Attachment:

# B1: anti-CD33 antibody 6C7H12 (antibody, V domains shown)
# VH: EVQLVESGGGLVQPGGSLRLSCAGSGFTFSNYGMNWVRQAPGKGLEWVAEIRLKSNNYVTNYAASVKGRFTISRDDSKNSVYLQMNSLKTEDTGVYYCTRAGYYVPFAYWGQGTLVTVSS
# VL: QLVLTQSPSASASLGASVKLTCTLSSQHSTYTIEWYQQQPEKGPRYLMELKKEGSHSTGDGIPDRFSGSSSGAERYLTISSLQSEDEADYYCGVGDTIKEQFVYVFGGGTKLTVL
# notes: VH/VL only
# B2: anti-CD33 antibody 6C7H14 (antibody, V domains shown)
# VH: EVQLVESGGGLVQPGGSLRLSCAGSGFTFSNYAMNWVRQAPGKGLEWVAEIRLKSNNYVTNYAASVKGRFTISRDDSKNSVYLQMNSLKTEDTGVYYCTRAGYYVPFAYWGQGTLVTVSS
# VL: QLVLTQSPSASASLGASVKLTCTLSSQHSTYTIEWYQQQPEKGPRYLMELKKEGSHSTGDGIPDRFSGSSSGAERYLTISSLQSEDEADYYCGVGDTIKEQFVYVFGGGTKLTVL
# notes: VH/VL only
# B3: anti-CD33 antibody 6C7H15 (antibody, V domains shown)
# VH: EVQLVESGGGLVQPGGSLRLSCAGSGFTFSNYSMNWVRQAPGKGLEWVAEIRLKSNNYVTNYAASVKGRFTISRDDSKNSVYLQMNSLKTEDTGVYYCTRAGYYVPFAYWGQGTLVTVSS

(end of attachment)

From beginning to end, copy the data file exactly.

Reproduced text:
# B1: anti-CD33 antibody 6C7H12 (antibody, V domains shown)
# VH: EVQLVESGGGLVQPGGSLRLSCAGSGFTFSNYGMNWVRQAPGKGLEWVAEIRLKSNNYVTNYAASVKGRFTISRDDSKNSVYLQMNSLKTEDTGVYYCTRAGYYVPFAYWGQGTLVTVSS
# VL: QLVLTQSPSASASLGASVKLTCTLSSQHSTYTIEWYQQQPEKGPRYLMELKKEGSHSTGDGIPDRFSGSSSGAERYLTISSLQSEDEADYYCGVGDTIKEQFVYVFGGGTKLTVL
# notes: VH/VL only
# B2: anti-CD33 antibody 6C7H14 (antibody, V domains shown)
# VH: EVQLVESGGGLVQPGGSLRLSCAGSGFTFSNYAMNWVRQAPGKGLEWVAEIRLKSNNYVTNYAASVKGRFTISRDDSKNSVYLQMNSLKTEDTGVYYCTRAGYYVPFAYWGQGTLVTVSS
# VL: QLVLTQSPSASASLGASVKLTCTLSSQHSTYTIEWYQQQPEKGPRYLMELKKEGSHSTGDGIPDRFSGSSSGAERYLTISSLQSEDEADYYCGVGDTIKEQFVYVFGGGTKLTVL
# notes: VH/VL only
# B3: anti-CD33 antibody 6C7H15 (antibody, V domains shown)
# VH: EVQLVESGGGLVQPGGSLRLSCAGSGFTFSNYSMNWVRQAPGKGLEWVAEIRLKSNNYVTNYAASVKGRFTISRDDSKNSVYLQMNSLKTEDTGVYYCTRAGYYVPFAYWGQGTLVTVSS